Devices That Stop Snoring: What’s Right for You?
Snoring can be a nightmare, not only for the person who snores, but whoever shares their bed. We’re sure many an argument have been started over snoring in relationships. So, lets try and put a stop to it and discuss devices that stop snoring in its tracks.
Treatments for snoring can be either surgical or non surgical. Obviously, it depends on the kind of snoring that the snorer is experiencing. We covered the different types and causes of snoring in this old blog, which you can head over and read! It’ll help you identify which category you fit into, as well as which solution will suit you best.
While treatment of any kind may help, it’s not always a guaranteed solution to the problem. Lets look at some devices that stop snoring.
The best devices that stop snoring in this case are, of course, nasal based. Nasal trips and nasal dilators keep the nostrils open during sleep. The strips are a self adhesive tape, which you stick along the bridge of your nose and they are designed to keep the nostrils apart. Nasal dilators are made of plastic or metal and function by pushing the nostrils open during sleep. Either the strips of the dilators can be used as they have never been compared to one another for efficiency.
Often used with those who suffer with sleep apnea, there are many varying types of oral appliances that can be used. Chin strips are self-adhesive tape strips fastened under the chin to keep the mouth closed during sleep. A vestibular shield is a plastic device is fitted inside the mouth to obstruct air-flow through it and promote nasal breathing, which often prevents snoring. You could also try a Mandibular advancement device (MAD).
These devices that stop snoring work by pushing the lower jaw and tongue forward. This increases the space for airflow in the pharynx, thereby preventing vibration of the tongue in this region. A thermoplastic MAD may be bought readymade and fitted to size in the patient’s home. These devices may not be suitable for or tolerated by individuals with a strong gag reflex. It may also not be tolerated by those who cannot sleep with appliances in the mouth. It may cause pain in the face and jaw over the initial days. A custom-made MAD by a dentist is recommended for those with OSAS, however these are much more expensive.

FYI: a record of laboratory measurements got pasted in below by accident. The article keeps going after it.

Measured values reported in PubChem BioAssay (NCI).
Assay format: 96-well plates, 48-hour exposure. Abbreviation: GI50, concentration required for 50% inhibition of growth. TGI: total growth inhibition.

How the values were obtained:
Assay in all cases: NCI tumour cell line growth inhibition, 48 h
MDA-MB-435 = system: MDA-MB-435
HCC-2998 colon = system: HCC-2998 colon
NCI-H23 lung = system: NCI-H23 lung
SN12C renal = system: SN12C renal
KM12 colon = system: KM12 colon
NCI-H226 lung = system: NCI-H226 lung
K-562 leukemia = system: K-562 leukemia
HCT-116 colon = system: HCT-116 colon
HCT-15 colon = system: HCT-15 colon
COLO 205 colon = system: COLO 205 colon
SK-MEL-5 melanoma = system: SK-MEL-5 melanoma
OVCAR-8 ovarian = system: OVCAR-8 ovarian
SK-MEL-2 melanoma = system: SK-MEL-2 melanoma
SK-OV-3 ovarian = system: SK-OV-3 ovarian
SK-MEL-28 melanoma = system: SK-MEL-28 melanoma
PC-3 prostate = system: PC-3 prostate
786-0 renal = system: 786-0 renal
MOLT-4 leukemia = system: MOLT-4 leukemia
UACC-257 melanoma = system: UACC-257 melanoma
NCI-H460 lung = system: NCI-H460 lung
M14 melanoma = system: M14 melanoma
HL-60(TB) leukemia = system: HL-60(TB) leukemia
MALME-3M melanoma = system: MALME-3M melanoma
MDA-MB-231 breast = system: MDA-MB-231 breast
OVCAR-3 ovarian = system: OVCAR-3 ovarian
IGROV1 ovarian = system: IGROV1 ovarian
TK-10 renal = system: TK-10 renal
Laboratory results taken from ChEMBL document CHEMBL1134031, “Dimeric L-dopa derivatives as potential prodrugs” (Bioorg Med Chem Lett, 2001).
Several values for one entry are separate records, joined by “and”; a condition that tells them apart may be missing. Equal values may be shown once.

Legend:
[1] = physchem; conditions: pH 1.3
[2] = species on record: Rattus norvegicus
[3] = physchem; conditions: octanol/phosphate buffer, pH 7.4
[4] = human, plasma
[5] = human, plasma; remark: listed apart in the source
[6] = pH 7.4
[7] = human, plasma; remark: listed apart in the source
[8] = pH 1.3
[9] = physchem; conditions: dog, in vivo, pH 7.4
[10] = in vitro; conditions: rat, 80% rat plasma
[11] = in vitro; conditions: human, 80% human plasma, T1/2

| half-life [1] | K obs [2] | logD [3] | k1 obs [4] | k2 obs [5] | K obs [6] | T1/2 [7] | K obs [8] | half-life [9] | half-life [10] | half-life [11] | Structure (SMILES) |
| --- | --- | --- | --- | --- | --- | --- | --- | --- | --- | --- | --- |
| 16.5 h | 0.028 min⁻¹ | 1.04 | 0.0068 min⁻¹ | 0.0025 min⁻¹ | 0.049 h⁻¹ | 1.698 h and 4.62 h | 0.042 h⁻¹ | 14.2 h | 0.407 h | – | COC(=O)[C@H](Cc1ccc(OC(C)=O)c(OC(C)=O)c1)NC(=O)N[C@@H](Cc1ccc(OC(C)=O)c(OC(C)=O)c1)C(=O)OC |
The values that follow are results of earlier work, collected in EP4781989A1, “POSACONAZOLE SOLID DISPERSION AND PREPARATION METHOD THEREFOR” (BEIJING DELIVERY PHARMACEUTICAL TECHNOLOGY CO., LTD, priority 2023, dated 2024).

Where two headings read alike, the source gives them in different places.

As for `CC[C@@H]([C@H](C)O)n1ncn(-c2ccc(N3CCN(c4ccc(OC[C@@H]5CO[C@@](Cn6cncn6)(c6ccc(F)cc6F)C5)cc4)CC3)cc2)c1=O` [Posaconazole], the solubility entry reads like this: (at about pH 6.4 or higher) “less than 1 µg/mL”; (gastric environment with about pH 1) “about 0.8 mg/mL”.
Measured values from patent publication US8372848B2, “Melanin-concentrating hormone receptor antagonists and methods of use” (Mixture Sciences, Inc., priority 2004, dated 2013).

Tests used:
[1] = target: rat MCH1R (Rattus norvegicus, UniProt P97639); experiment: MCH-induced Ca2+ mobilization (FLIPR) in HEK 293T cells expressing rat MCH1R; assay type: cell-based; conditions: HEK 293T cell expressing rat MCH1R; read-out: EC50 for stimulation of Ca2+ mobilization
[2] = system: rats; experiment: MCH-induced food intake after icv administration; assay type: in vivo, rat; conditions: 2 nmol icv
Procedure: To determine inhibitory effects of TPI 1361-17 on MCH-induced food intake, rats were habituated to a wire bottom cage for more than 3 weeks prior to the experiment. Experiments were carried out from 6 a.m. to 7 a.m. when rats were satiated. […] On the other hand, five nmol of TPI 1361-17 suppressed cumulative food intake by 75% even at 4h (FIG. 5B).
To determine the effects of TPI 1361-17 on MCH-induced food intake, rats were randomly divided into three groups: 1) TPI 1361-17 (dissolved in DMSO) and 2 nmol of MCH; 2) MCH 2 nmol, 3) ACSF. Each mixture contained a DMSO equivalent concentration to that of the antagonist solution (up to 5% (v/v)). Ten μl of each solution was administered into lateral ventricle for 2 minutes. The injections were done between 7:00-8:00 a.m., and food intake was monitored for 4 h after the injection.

A tongue-retaining device also works with to stop the tongue falling back. It holds the tip of the tongue in place through a slight negative suction. The TRD has orifices laterally to allow mouth breathing in case the nose is blocked. This may create some initial soreness, but it is quite safe and reported to be effective in many snorers.
Pros and cons of devices that stop snoring.
Oral appliances can cause discomfort, foreign body sensation, excessive salivation or mouth dryness. But, they can also, over time, cure or at least help with snoring. It’s all about identifying what’s right for you. They all have varying cost and use. Some may cause mild discomfort and others may cause genuine pain for a while, while you adjust. If you’re unsure of which device you should go for, discussing it with your dentist is a good place to start. They will help identify what type of snorer you are, what device would suit best and the risks involved.
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